Jesus uses the same example when it comes to our relationship to material things and to the things of God. You can only have one master! Our utmost loyalty cannot be divided between the material and the spiritual. You will always show preference to one or the other. Jesus nails down the truth very succinctly in v. 24, “No one can serve two masters, for either he will hate the one and love the other, or he will be devoted to the one and despise the other. You cannot serve God and money.”
Then He comes down to the teaching that the gentleman in my office needed to learn, and the lesson that we all should receive:
“Therefore I tell you, do not be anxious about your life, what you will eat or what you will drink, nor about your body, what you will put on. Is not life more than food, and the body more than clothing? Look at the birds of the air: they neither sow nor reap nor gather into barns, and yet your heavenly Father feeds them. Are you not of more value than they? And which of you by being anxious can add a single hour to his span of life? And why are you anxious about clothing? Consider the lilies of the field, how they grow: they neither toil nor spin, yet I tell you, even Solomon in all his glory was not arrayed like one of these. But if God so clothes the grass of the field, which today is alive and tomorrow is thrown into the oven, will he not much more clothe you, O you of little faith? Therefore do not be anxious, saying, ‘What shall we eat?’ or ‘What shall we drink?’ or ‘What shall we wear?’ For the Gentiles seek after all these things, and your heavenly Father knows that you need them all. Vs. 25-32.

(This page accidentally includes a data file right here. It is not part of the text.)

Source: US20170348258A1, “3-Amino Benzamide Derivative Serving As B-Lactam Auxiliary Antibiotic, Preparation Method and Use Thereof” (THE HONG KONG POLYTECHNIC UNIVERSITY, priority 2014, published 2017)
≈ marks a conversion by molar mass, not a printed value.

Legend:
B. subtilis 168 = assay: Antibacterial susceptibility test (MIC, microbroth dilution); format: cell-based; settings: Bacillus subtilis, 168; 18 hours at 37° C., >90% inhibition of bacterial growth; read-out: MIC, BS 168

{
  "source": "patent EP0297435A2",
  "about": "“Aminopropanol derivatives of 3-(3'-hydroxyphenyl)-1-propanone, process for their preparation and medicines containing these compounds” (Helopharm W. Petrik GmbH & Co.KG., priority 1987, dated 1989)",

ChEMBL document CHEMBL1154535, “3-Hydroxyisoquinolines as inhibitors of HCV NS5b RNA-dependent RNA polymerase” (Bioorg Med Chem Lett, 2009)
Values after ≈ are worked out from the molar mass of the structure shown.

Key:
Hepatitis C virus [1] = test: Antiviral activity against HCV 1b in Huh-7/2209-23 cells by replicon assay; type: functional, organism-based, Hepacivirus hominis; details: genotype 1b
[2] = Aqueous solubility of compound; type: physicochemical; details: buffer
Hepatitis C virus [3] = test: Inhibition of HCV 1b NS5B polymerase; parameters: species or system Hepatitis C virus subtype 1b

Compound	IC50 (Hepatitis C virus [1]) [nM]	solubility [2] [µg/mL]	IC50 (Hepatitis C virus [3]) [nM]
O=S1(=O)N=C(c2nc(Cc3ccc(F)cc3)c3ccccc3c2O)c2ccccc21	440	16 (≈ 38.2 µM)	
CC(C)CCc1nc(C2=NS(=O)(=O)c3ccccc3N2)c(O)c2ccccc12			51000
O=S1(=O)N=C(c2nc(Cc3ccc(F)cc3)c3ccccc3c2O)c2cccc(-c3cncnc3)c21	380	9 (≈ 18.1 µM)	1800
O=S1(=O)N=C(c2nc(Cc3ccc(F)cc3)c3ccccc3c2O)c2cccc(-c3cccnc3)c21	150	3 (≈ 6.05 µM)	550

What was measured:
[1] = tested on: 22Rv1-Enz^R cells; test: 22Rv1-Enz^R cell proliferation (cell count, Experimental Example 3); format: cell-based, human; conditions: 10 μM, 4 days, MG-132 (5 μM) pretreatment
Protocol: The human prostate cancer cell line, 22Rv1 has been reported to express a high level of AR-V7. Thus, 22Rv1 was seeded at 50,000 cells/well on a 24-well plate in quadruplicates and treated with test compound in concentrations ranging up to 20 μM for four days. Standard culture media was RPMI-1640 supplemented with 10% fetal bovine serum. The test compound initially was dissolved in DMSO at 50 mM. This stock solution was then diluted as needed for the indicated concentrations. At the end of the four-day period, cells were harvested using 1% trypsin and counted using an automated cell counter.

The words of Jesus, here, need no interpretation. They plainly set out the premise that unfettered concerns about the material are both foolish and futile. God most certainly is aware of our needs. Trusting Him in every aspect of our lives is mandatory. We cannot change a single thing with worry and fixation on what we will wear, eat, or drink. In our day the same principle also includes what we drive, where we live, and what we want.
Jesus gives a very simple yet profound formula of how you can know that you will receive all the material blessings you require in this life.
“But seek first the kingdom of God and his righteousness, and all these things will be added to you. “ v. 33.
How about it? What are you seeking? Is all of your time, effort and worry focused on the natural material things, or are you seeking first a close intimate relationship with Christ? Are you focused on His Kingdom? Are you wearing His righteousness through faith?
If you are a true Christ Follower, your loyalties cannot be divided. If He is not Lord OF all in your life, He is not Lord AT all!